Sunrise of a new day
“If only I had been more loving … spent more time.” These are words I have heard over and over from people grieving over the death of someone in their family. It is especially difficult when the death was self-inflicted. We all wish at times to be able to go back and change something we said or did. But, unfortunately, erasing and changing the past is not possible … or is it? The key to this miracle is found in the word forgiveness.
Godly sorrow brings repentance that leads to salvation and leaves no regret, but worldly sorrow brings death. 2 Corinthians 7:10
This verse is about confessing our wrongs before God and receiving forgiveness.
How can God’s forgiveness leave no regret, especially when the person we have wronged is gone? Because the grace of God brings with it the “hope of the glory of God.”
Therefore, since we have been justified through faith, we have peace with God through our Lord Jesus Christ, through whom we have gained access by faith into this grace in which we now stand. And we rejoice in the hope of the glory of God. Romans 5:1-2
In other words, in the end the glory of God wins. It wins over our regrets, our shame, our sins — it wins out over death. God’s grace replaces all our regrets with peace and hope in Him. I still struggle with my feelings of regret; constantly reminding myself that I stand covered by God’s grace. How God resolves all the messes in life is His miracle not mine. I just know that through forgiveness and following Jesus, I will someday see the glory of God cover the land … like the sunrise of a new day.
The sun breaking through storm clouds at Yosemite National Park
In the final summation of life, there is only one true blessing, also only one horrible tragedy. The blessing is eating at the great banquet with God, the tragedy is choosing anything else. Both of these final outcomes transform all that has happened to us. For those who choose to trust in God, all life’s happenings (including tragedies) will become blessings that brought us to sit at His table. We will look back and see how God used all to lead us to Himself. On the opposite side all the events of life (including what we thought of as good) become tragic if we allowed them to lead us away from God.
Blessed is the man who will eat at the feast in the kingdom of God. (Read Luke 14:15-24 for the entire parable)
Jesus tells us in this parable of invited guests, who had good things happen that kept them from attending the banquet. So the poor, crippled, blind and lame were brought into the the great feast. Those who let other things interfere were excluded. Blessings become tragedies and tragedies become blessings.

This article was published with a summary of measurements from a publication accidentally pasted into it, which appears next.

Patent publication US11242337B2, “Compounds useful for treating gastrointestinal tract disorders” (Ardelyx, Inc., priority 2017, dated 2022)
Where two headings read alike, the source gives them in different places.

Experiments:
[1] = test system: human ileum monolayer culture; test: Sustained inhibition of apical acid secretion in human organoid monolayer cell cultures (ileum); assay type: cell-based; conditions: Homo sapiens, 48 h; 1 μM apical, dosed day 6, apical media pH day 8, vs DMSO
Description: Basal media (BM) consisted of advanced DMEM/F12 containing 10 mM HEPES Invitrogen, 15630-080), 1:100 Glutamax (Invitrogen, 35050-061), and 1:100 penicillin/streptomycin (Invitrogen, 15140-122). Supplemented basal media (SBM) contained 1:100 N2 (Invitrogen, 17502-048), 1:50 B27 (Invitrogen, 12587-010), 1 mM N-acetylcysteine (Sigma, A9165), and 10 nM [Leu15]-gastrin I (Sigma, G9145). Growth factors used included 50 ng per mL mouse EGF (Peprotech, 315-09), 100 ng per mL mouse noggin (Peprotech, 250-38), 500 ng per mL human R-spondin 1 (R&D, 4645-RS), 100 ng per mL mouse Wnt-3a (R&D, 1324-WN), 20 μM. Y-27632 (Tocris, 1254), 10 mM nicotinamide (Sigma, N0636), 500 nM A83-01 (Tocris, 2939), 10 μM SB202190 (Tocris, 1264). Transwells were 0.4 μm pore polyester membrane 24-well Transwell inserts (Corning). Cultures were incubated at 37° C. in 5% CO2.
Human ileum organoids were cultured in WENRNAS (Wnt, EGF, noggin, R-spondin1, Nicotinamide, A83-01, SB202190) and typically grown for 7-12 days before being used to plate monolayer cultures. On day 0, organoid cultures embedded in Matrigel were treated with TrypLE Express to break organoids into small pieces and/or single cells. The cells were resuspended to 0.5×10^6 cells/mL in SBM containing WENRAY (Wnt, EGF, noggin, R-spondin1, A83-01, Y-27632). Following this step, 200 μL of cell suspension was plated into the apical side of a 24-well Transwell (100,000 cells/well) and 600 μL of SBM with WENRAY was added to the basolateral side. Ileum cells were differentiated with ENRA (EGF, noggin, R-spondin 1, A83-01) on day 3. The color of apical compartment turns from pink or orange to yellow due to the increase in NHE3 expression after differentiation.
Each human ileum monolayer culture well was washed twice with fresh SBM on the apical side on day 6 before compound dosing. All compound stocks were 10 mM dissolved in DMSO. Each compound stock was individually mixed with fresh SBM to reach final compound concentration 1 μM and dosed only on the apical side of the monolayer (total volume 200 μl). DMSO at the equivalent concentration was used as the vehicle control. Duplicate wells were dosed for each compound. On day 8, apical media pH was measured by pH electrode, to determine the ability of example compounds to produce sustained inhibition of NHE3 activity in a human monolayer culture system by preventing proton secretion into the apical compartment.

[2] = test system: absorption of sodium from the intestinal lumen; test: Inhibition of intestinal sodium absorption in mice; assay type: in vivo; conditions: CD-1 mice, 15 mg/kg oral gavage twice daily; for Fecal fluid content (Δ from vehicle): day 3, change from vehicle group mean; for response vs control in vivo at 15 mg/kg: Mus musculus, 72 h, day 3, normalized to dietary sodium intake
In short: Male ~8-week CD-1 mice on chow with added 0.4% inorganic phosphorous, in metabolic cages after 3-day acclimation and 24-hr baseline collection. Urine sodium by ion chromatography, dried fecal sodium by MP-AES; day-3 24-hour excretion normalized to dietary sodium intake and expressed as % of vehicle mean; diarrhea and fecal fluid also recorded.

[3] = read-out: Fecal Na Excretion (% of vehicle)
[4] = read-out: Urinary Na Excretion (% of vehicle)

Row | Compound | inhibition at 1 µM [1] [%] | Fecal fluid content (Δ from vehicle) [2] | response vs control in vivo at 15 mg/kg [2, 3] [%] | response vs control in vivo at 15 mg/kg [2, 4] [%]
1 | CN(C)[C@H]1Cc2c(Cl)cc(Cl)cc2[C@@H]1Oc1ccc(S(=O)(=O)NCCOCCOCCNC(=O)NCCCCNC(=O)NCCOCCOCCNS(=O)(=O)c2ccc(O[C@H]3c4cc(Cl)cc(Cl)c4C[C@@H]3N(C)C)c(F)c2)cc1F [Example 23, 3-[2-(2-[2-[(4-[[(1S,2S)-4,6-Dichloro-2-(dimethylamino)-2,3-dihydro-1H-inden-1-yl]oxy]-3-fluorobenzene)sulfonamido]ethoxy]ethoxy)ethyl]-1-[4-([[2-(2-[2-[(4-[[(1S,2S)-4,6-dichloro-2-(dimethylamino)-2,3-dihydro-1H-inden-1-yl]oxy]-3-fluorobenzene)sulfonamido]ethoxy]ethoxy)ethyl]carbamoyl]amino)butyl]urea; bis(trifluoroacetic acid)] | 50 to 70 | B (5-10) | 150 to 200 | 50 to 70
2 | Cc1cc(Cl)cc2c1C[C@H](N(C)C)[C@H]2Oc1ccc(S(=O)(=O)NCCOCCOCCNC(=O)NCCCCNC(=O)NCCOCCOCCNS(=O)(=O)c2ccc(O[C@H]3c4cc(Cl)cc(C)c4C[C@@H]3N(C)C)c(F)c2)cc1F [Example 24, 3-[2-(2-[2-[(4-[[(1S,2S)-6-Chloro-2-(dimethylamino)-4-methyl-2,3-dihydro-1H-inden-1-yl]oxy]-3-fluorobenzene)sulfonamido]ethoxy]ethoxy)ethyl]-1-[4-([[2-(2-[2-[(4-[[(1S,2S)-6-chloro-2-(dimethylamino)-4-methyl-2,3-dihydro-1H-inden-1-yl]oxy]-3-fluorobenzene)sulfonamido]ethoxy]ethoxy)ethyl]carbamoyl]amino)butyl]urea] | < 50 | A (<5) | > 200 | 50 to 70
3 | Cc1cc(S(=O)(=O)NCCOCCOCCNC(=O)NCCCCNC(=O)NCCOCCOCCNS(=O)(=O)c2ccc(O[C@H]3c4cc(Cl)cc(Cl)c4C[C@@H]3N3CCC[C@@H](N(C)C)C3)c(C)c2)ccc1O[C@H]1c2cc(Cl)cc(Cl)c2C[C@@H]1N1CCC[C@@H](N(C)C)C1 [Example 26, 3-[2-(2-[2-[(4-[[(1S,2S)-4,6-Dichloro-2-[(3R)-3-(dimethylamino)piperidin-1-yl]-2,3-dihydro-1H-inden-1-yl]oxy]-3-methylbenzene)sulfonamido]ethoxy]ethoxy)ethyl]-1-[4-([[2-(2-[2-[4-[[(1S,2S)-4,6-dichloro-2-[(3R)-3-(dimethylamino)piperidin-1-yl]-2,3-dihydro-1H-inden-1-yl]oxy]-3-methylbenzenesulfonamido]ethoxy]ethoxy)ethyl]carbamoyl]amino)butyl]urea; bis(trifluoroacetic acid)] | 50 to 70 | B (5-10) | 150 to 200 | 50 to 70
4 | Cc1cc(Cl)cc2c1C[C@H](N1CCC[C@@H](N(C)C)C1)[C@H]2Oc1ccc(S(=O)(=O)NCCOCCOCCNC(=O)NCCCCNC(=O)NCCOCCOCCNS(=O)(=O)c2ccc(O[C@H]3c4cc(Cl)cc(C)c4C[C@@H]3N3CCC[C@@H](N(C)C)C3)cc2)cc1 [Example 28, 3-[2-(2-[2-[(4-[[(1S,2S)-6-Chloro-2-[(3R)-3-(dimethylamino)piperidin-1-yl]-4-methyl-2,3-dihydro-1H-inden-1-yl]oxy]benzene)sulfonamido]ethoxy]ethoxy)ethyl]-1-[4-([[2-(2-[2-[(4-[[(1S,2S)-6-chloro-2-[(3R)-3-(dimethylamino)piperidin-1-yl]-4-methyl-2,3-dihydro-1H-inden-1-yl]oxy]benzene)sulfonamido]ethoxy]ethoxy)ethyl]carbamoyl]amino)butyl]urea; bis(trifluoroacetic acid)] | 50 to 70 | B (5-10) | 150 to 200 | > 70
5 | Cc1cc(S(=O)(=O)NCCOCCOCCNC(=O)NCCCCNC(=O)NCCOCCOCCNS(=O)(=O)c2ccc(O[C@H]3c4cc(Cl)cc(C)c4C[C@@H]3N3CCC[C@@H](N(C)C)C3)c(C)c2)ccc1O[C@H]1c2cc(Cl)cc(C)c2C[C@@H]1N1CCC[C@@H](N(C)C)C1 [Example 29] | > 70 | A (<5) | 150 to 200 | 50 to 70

Trust the Lord in all things, and He will make them a blessed invitation to sit with Him.
Do not be afraid for He has risen
These words are said to us from God over and over. Starting with Moses and the Children of Israel:
Be strong and courageous. Do not be afraid or terrified because of them, for the Lord your God goes with you; he will never leave you nor forsake you.” Deut. 31:6
On and on through the prophets:
Do not be afraid of them, for I am with you and will rescue you,” declares the Lord. Jeremiah 1:18
And to the final completion in Immanuel:
Do not be afraid. I am the First and the Last. I am the Living One; I was dead, and behold I am alive for ever and ever! And I hold the keys of death and Hades. Revelation 1:17-18
So whatever you face today, walk humbly with our risen Lord and “Do not be afraid.”
Two crows looking for lunch
How can this picture of two scavengers looking for carrion be connected to the 23rd Psalm? A pastoral scene is what usually comes to mind with “The Lord is my shepherd…” But, if you read down to verse 5 of the Psalm the words are a bit unsettling.
You prepare a table before me in the presence of my enemies. Psalm 23:5
It strikes me as strange that God would prepare a feast for me not with good friends as company, but with my enemies. What kind of meal is it when you are sitting across from those who wish you harm? Who wants to sit and eat before fear, depression, pain, and evil (to name just a few)? God surely must know a feast is better with joy, blessing, and goodness. But maybe there are certain heavenly foods that can only be served under the severe circumstances of our enemies. Literally, only when we are face to face with danger. It is here with our Good Shepherd that He serves character building food like courage, self-denial, humble dependence on God, mercy, and forgiveness. What my enemy intends for my destruction, God turns into a feast of nourishment and growth that can be had in no other way. Who are your enemies? Please, sit down with the Lord and say grace, for there is a banquet waiting to be eaten.